Design and Analyze High Pass Filter using pcbComponent

This example shows how to design and analyze high pass filter. A microstrip high pass filter is designed based on a three-pole (n = 3) Chebyshev high pass prototype with 0.1 dB passband ripple and cut-off frequency ${f}_{c}$ = 1.5 GHz.

Design and Analyze High Pass Filter

The element values of the corresponding low pass Chebyshev prototype are ${g}_{0}$ = ${g}_{4}$ = 1.0, ${g}_{1}$ = ${g}_{3}$ = 1.0316, and ${g}_{2}$ = 1.1474. Using the design equations given in reference  for n = 3 and ${Z}_{0}$ = 50 ohm terminations, we can obtain quasi-lumped circuit elements values as ${C}_{1}$ = ${C}_{3}$ = 2.0571 pF, ${L}_{2}$ =4.6236 nH. A schematic diagram of such a high pass filter taken from reference  representing various feature dimensions is shown below. It is seen here that the series capacitors ${C}_{1}$ and ${C}_{3}$ are realized by identical interdigital capacitors, while the shunt inductor ${L}_{2}$ is realized by a short-circuited stub. A commercial substrate (RT/D 5880) having a relative dielectric constant of 2.2 and thickness of 1.57 mm is chosen for this microstrip filter realization. The dimensions of the interdigital capacitors, such as the finger length, width, spacing between fingers, and number of the fingers are given in the reference .  Use the interdigitalCapacitor object and change its properties as per given values in reference  to create interdigited fingers. Visualize created object using show

idc = interdigitalCapacitor;
idc.NumFingers = 10;
idc.FingerLength = 10e-3;
idc.FingerWidth = 0.3e-3;
idc.FingerSpacing = 0.2e-3;
idc.FingerEdgeGap = 0.2e-3;
idc.GroundPlaneWidth = 5e-3;
idc.TerminalStripWidth = 0.1e-3;
idc.PortLineLength = 0.1e-3;
idc.PortLineWidth = 4.8e-3;
figure;
show(idc); Use the pcbComponent on idc object to create a capacitor cap1. Visualize cap1 using show

pcb = pcbComponent(idc);
cap1 = pcb.Layers{1};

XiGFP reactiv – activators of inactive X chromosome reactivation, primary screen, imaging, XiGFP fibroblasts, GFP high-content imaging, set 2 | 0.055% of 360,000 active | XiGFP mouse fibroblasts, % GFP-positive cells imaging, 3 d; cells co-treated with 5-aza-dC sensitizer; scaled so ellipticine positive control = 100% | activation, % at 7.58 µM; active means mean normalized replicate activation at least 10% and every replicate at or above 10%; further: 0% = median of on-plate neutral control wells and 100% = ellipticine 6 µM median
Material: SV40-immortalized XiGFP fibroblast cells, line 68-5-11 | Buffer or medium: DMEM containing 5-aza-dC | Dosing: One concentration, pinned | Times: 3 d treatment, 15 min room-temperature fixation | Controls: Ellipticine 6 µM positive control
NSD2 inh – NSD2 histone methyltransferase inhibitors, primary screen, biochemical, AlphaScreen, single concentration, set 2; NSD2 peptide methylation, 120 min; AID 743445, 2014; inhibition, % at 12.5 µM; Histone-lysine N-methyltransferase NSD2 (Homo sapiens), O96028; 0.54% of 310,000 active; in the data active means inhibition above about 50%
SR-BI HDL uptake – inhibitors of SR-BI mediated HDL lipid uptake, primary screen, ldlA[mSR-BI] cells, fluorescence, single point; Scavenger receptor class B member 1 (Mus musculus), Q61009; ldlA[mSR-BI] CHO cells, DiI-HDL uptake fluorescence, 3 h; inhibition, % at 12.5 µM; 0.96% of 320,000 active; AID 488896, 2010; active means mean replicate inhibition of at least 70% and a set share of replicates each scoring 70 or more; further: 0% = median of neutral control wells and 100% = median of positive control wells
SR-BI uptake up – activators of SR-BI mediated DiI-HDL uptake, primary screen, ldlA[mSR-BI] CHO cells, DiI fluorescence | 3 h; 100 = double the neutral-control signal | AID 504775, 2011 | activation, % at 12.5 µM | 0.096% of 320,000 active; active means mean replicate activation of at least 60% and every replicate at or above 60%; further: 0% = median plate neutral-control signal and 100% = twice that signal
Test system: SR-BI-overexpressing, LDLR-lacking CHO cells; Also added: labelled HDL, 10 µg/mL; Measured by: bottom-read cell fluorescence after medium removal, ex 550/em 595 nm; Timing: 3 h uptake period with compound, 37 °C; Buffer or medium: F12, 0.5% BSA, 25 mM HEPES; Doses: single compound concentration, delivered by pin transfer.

figure;
show(cap1); Use the copy, rotateZ, rotateX and translate operation methods on capacitor cap1 object to create capacior cap2. Visualize cap2 using show

cap2 = copy(cap1);
cap2 = rotateZ(cap2,180);
cap2 = rotateX(cap2,180);
cap2 = translate(cap2,[-6.2e-3 0 0]);
cap1 = translate(cap1,[6.2e-3 0 0]);
figure;
show(cap2); Use the traceRectangular object to create both feeding ports port1, port2 and short circuited stub centerArm. Perform a Boolean add operation for the shapes port1, cap2, centerArm, cap1 and port2 to create filter. Visualize filter using show

portW = 4.9e-3;
portL = 3.6e-3;
centerL = 2e-3;
centerW = 9.9e-3;
port1 = traceRectangular("Length",portL,"Width",portW,"Center",[-11.4e-3-portL/2 -0.05e-3]);
port2 = traceRectangular("Length",portL,"Width",portW,"Center",[11.4e-3+portL/2 -0.05e-3]);

centerArm = traceRectangular("Length",centerL,"Width",centerW,"Center",[0 -2.55e-3]);
filter = port1 + cap2 + centerArm + cap1 + port2;
figure;
show(filter); Define the substrate parameters and create a dielectric to use in the pcbComponent of the designed filter. Create a groundplane using the traceRectangular shape.

Use the pcbComponent to create a filter PCB. Assign the dielectric and ground plane to the Layers property on pcbComponent. Assign the FeedLocations to the edge of the feed ports. Assign ViaLocations at the edge of stub centerArm. Set the BoardThickness to 1.57 mm on the pcbComponent and visualize the filter. The below code performs these operations and creates the filter pcb object.

substrate = dielectric("EpsilonR",2.2,"LossTangent",0.0009,...
"Name","custom","Thickness",1.57e-3);
gndL = 30e-3;
gndW = 25e-3;
ground = traceRectangular("Length",gndL,"Width",gndW,...
"Center",[0,-4e-3]);

pcb = pcbComponent;
pcb.BoardShape = ground;
pcb.BoardThickness = 1.57e-3;
pcb.Layers ={filter,substrate,ground};
pcb.FeedDiameter = portW/2;
pcb.FeedLocations = [-gndL/2 0 1 3;gndL/2 0 1 3];
pcb.ViaLocations = [0 -6.5e-3 1 3];
figure;
show(pcb); Use the sparameters method to calculate the S-parameters for the band stop filter and plot it using the rfplot function.

spar = sparameters(pcb,linspace(0.1e9,3.5e9,40));
figure;
rfplot(spar); As there are four curves in the result, let us analyze the results.

Plot S-Parameters

Analyze the values of ${S}_{11}$, and ${S}_{12}$ to understand the behavior of high pass filter.

figure;
rfplot(spar,1,1);
hold on;
rfplot(spar,1,2);
hold on; The result shows that the filter has -3 dB cut-off frequency ${f}_{c}$ = 1.8 GHz . The ${S}_{12}$ values are greater than -3 dB and ${S}_{11}$ values are less than -10 dB above -3 dB cut-off frequency 1.8 GHz. The designed filter therefore has high pass response and em simulated results matches closely with reference. The 0.3 GHz shift in -3 dB cut-off frequency is observed.

Use the charge method to visualize the charge distribution on the metal surface and dielectric of high pass filter

figure;
charge(pcb,3e9); figure;
charge(pcb,3e9,'dielectric'); Use the current method to visualize the current distribution on the metal surface and volume polarization currents on dielectric of high pass filter

figure;
current(pcb,3e9); figure;
current(pcb,3e9,'dielectric'); References

 Jia-Sheng Hong "Microstrip Filters for RF/Microwave Applications", p. 184, John Wiley & Sons, 2nd Edition, 2011.

RF PCB Toolbox Documentation